Poll Finds Healthcare Cybersecurity Needs Managed In-House

Larger organizations look to in-house healthcare cybersecurity approach, poll finds.

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By Elizabeth Snell

July 25, 2017 – Nearly half of healthcare professionals – 47 percent – said that their organization utilizes a mix of in-house and outsourced healthcare cybersecurity needs, according to the latest Medical Group Management Association (MGMA) Stat poll.

Thirty-one percent of respondents said that they manage their cybersecurity in-house, with 21 percent reporting they outsource healthcare cybersecurity requirements.

Internal staff not having the capability to do everything was the main reason why an organization would use a combination of in-house and outsourced cybersecurity needs, poll participants explained.

A healthcare organization’s size may also have an effect on the cybersecurity approach, the poll indicated. For example, larger organizations were more likely to manage their cybersecurity entirely in-house. Many respondents who cited in-house cybersecurity were part of a hospital system or other large organization.

The MGMA Stat poll also found that 55 percent of healthcare professionals feel that their organization’s IT infrastructure is secure against potential attacks. Just 15 percent of those polled said that their entity was not secure, while 15 percent reported that their organization was “working on it.”

The MGMA Cost and Revenue Survey also indicated that overall profitability is impacted by rising IT and drug costs.

Adopting non-physician providers and support staff were also found to be key factors driving more profitable and productive healthcare groups, according to MGMA. This affected organization revenue, but could also have a potential impact on cybersecurity.

Practices with a higher non-physician provider (NPP) to physician ratio earn more in revenue after operating cost than practices with fewer NPPs, regardless of specialty.

“Our annual Cost Survey continues to show the importance of NPPs and support staff in physician practices and hospitals, as well as other factors that impact practices’ bottom line” said MGMA President and CEO Dr. Halee Fischer-Wright, MD, MMM, FAAP, CMPE. “Contrary to what some may believe, with increased staffing come much larger gains in revenue after operating cost, as well as productivity.”

More organizations are looking into hiring cybersecurity staff to increase healthcare data security approaches.

Research published in the Journal of AHIMA found that there was a large increase in healthcare privacy and security job postings, indicating that the health information management (HIM) profession is continuing to evolve.

For example, positions requiring the Certified in Healthcare Privacy and Security (CHPS) or Healthcare Information Security and Privacy Practitioner (HCISPP) credentials have increased by more than 1,400 percent since 2014.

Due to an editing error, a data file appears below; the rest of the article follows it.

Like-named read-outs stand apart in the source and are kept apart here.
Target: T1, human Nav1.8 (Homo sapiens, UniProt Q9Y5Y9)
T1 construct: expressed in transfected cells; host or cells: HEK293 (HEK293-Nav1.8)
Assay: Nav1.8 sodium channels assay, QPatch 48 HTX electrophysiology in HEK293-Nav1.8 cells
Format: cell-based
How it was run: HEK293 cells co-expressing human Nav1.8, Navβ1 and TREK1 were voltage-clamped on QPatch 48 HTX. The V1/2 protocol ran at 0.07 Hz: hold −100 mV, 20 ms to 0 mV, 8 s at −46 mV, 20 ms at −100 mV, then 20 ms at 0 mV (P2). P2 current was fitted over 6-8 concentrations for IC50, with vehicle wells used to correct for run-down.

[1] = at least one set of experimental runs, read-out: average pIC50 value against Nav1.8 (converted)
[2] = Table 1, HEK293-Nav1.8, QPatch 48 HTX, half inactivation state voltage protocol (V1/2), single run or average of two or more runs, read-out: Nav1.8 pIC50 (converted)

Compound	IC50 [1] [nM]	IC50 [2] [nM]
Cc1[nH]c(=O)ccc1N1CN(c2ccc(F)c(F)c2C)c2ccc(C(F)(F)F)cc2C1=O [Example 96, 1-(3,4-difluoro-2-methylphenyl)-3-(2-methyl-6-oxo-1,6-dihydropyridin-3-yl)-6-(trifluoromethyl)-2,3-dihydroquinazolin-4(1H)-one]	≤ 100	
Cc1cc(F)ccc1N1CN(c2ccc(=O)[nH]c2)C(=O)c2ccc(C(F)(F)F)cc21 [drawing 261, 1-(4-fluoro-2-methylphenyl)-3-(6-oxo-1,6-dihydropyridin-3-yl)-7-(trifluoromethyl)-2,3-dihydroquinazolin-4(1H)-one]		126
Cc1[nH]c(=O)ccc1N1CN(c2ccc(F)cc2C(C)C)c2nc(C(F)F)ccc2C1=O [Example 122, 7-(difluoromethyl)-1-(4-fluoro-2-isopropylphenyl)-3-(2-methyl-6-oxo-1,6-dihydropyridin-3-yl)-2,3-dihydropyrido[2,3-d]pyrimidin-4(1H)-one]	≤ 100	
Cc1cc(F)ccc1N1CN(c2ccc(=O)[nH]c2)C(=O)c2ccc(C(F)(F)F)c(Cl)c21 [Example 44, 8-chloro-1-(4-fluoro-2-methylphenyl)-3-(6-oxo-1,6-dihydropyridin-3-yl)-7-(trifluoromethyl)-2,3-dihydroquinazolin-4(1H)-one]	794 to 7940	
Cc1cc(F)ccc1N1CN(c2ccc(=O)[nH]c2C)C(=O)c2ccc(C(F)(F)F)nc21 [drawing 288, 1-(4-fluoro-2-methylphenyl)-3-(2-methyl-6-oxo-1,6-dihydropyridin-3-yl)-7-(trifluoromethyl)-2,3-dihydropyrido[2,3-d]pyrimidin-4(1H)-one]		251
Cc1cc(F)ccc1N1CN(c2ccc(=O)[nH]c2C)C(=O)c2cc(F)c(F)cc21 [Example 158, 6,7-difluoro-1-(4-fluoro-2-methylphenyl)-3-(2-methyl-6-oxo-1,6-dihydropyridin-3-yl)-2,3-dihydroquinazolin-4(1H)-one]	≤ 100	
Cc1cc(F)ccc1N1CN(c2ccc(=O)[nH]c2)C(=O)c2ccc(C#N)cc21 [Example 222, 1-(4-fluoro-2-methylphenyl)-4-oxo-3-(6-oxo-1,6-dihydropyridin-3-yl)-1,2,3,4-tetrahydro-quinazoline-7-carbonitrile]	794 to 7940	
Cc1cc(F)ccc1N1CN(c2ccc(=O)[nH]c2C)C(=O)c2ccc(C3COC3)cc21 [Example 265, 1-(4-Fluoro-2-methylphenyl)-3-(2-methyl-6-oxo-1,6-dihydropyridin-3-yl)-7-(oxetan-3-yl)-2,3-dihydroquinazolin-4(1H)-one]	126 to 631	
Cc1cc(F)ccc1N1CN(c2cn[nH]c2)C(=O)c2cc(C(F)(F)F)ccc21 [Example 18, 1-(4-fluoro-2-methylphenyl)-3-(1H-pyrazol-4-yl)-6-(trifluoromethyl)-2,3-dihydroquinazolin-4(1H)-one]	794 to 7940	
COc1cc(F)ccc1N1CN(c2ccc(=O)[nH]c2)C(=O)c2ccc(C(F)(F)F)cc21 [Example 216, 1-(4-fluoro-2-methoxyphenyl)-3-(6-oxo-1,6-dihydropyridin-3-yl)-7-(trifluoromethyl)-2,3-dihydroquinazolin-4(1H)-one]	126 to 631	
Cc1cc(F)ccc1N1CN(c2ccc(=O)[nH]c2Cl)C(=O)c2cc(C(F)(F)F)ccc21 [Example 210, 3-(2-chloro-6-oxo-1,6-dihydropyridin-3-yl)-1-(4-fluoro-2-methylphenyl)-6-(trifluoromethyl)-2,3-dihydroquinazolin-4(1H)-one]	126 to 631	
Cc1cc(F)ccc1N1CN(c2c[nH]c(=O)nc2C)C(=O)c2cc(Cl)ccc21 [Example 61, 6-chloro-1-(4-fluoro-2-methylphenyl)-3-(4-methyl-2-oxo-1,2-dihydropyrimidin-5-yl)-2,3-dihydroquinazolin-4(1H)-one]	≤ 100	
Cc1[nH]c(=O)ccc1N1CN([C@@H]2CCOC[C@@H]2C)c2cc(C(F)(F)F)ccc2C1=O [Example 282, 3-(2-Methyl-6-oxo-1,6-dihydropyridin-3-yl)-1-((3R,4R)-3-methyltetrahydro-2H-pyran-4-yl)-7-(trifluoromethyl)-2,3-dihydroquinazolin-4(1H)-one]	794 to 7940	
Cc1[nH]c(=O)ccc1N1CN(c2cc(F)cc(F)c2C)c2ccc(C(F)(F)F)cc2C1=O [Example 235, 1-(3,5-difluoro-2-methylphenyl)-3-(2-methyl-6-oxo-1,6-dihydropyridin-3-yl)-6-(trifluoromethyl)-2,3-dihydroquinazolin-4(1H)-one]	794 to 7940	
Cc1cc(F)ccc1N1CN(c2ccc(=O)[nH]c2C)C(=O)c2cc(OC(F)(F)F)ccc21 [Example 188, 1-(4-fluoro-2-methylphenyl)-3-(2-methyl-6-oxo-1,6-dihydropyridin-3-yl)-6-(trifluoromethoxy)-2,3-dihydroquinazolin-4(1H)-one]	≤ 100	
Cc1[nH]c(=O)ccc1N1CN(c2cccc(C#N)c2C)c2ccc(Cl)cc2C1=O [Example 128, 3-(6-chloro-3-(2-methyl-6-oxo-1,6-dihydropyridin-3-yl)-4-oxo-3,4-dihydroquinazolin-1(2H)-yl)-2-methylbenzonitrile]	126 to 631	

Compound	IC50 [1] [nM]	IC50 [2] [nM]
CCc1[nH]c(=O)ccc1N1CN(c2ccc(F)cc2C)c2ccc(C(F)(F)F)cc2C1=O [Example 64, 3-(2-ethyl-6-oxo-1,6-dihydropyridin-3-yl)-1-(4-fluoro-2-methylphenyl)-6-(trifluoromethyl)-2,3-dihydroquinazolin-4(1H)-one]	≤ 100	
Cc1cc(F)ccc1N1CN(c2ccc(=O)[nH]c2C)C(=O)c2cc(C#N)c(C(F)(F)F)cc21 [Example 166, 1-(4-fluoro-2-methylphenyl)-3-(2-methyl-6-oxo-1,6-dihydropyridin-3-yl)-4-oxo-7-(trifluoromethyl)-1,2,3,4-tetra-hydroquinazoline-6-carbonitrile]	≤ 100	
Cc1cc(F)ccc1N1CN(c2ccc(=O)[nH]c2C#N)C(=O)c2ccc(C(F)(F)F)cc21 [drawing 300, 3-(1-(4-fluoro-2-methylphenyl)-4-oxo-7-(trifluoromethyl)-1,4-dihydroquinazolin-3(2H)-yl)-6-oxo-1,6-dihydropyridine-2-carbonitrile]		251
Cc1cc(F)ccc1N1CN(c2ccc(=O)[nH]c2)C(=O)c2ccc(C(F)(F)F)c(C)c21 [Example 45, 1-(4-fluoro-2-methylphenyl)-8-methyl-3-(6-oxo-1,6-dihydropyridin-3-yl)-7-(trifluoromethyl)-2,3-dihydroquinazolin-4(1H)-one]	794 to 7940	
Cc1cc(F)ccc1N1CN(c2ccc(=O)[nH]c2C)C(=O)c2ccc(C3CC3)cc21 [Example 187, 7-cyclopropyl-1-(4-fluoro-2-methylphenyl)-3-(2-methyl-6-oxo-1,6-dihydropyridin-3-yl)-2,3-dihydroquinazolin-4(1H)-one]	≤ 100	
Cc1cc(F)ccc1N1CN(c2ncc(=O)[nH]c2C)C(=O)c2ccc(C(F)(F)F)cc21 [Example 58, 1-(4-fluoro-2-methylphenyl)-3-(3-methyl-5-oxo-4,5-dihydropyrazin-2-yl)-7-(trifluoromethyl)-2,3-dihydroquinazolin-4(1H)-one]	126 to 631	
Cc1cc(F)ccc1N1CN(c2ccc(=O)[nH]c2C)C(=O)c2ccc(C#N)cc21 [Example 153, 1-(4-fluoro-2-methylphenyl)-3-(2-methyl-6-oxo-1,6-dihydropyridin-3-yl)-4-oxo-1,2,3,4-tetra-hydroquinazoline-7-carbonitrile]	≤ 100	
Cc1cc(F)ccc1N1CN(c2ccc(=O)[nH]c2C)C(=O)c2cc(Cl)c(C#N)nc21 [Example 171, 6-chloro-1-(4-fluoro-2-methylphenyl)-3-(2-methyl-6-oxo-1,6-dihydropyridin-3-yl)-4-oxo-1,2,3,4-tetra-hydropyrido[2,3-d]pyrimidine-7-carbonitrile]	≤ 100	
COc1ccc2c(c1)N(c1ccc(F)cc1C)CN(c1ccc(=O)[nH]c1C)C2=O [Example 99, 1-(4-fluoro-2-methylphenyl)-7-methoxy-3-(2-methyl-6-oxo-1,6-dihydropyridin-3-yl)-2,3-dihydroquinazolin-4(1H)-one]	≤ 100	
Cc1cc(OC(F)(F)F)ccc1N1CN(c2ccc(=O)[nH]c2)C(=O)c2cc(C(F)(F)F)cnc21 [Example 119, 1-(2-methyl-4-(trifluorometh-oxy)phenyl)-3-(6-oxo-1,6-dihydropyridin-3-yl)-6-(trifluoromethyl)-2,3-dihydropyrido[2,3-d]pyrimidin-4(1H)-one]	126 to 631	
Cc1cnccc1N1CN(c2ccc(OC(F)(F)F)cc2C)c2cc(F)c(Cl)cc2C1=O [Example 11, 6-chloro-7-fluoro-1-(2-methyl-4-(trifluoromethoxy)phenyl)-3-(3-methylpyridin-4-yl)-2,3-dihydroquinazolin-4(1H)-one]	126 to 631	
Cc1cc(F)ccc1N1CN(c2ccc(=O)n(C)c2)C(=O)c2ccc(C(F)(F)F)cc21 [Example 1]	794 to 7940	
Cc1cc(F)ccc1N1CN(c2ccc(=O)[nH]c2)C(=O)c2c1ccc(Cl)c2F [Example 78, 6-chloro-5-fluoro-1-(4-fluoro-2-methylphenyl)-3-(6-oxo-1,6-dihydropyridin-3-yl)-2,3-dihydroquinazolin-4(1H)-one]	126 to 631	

“Both the CHPS and HCISPP levels have remained high as 2017 began,” the researchers wrote. “The authors interpret these numbers to indicate a sharp increase in industry demand for healthcare professionals with credentials in privacy and security.”

Researchers added that hat both data analytics and privacy and security HIM specialty areas are likely to continue to increase in demand over the next few years.

“The changes in HIM have been happening rapidly in this age of technological development. Implementation of the electronic health record (EHR) has been the largest contributor to the changes,” the team stated. “The EHR has changed the way health information is managed, resulting in the need to train future HIM professionals in new educational competencies that align with evolving career opportunities.”

Healthcare cybersecurity training is becoming an increasingly necessary aspect to maintaining data security.

The Global Information Security Workforce Study (GISW) found that healthcare organizations plan to expand staff by 20 percent or more – higher than any other industry surveyed. Specifically, 9 percent of healthcare respondents said they needed to increase their staff between 16 and 20 percent. One-third said it needed to increase by more than 20 percent.

(ISC)² Director of the North America Region Dan Waddell explained in a previous interview with HealthITSecurity.com that healthcare is a popular target because it holds troves of sensitive information. This can be particularly troublesome for organizations with the rise of ransomware.

“Today what we are seeing is there are a lot of small and medium-sized healthcare offices, doctors, ‘mom-and-pop shops,’ that just do not have the expertise on staff to be able to prevent or respond to the attacks that are happening,” Waddell said.

“What you’re seeing is, these small and medium-sized healthcare offices, since they do not have the qualified cybersecurity staff on hand, their first knee-jerk reaction is to simply pay the ransom,” he added. “And that is not the first response people should be taking.”